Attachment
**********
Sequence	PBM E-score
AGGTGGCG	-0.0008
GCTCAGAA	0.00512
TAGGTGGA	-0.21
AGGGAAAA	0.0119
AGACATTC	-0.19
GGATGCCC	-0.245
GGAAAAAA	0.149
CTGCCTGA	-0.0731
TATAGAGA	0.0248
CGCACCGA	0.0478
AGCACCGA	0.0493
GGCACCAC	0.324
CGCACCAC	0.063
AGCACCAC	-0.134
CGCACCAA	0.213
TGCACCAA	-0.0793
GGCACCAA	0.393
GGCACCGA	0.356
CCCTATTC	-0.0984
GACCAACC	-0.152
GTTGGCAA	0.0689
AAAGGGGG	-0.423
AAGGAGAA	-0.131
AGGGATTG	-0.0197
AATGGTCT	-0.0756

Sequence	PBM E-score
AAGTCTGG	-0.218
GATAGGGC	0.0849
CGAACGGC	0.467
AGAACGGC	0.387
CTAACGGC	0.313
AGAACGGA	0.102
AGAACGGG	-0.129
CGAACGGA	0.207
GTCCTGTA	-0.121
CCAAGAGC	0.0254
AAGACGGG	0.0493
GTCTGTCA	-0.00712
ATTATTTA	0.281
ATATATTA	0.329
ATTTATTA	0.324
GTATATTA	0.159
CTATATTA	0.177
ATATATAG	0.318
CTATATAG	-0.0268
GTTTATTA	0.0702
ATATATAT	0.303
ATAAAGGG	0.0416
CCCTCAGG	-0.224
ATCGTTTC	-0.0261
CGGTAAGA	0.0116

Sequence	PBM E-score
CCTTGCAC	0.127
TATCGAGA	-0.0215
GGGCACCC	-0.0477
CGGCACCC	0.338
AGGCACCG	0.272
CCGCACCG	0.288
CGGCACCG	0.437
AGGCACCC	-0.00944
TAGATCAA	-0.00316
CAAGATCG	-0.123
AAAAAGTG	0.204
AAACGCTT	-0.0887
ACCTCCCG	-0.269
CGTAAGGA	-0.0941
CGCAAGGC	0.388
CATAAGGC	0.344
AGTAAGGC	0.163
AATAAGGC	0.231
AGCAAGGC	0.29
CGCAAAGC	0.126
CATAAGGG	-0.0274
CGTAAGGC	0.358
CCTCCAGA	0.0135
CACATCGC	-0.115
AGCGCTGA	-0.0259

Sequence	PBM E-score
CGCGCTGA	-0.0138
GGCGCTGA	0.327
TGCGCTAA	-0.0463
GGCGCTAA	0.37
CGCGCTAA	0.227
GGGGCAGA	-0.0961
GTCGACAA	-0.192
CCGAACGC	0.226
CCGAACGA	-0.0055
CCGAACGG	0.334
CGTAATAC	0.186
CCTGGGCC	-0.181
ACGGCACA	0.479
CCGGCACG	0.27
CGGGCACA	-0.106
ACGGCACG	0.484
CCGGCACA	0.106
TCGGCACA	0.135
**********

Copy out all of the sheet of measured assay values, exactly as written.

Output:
Sequence	PBM E-score
AGGTGGCG	-0.0008
GCTCAGAA	0.00512
TAGGTGGA	-0.21
AGGGAAAA	0.0119
AGACATTC	-0.19
GGATGCCC	-0.245
GGAAAAAA	0.149
CTGCCTGA	-0.0731
TATAGAGA	0.0248
CGCACCGA	0.0478
AGCACCGA	0.0493
GGCACCAC	0.324
CGCACCAC	0.063
AGCACCAC	-0.134
CGCACCAA	0.213
TGCACCAA	-0.0793
GGCACCAA	0.393
GGCACCGA	0.356
CCCTATTC	-0.0984
GACCAACC	-0.152
GTTGGCAA	0.0689
AAAGGGGG	-0.423
AAGGAGAA	-0.131
AGGGATTG	-0.0197
AATGGTCT	-0.0756

Sequence	PBM E-score
AAGTCTGG	-0.218
GATAGGGC	0.0849
CGAACGGC	0.467
AGAACGGC	0.387
CTAACGGC	0.313
AGAACGGA	0.102
AGAACGGG	-0.129
CGAACGGA	0.207
GTCCTGTA	-0.121
CCAAGAGC	0.0254
AAGACGGG	0.0493
GTCTGTCA	-0.00712
ATTATTTA	0.281
ATATATTA	0.329
ATTTATTA	0.324
GTATATTA	0.159
CTATATTA	0.177
ATATATAG	0.318
CTATATAG	-0.0268
GTTTATTA	0.0702
ATATATAT	0.303
ATAAAGGG	0.0416
CCCTCAGG	-0.224
ATCGTTTC	-0.0261
CGGTAAGA	0.0116

Sequence	PBM E-score
CCTTGCAC	0.127
TATCGAGA	-0.0215
GGGCACCC	-0.0477
CGGCACCC	0.338
AGGCACCG	0.272
CCGCACCG	0.288
CGGCACCG	0.437
AGGCACCC	-0.00944
TAGATCAA	-0.00316
CAAGATCG	-0.123
AAAAAGTG	0.204
AAACGCTT	-0.0887
ACCTCCCG	-0.269
CGTAAGGA	-0.0941
CGCAAGGC	0.388
CATAAGGC	0.344
AGTAAGGC	0.163
AATAAGGC	0.231
AGCAAGGC	0.29
CGCAAAGC	0.126
CATAAGGG	-0.0274
CGTAAGGC	0.358
CCTCCAGA	0.0135
CACATCGC	-0.115
AGCGCTGA	-0.0259

Sequence	PBM E-score
CGCGCTGA	-0.0138
GGCGCTGA	0.327
TGCGCTAA	-0.0463
GGCGCTAA	0.37
CGCGCTAA	0.227
GGGGCAGA	-0.0961
GTCGACAA	-0.192
CCGAACGC	0.226
CCGAACGA	-0.0055
CCGAACGG	0.334
CGTAATAC	0.186
CCTGGGCC	-0.181
ACGGCACA	0.479
CCGGCACG	0.27
CGGGCACA	-0.106
ACGGCACG	0.484
CCGGCACA	0.106
TCGGCACA	0.135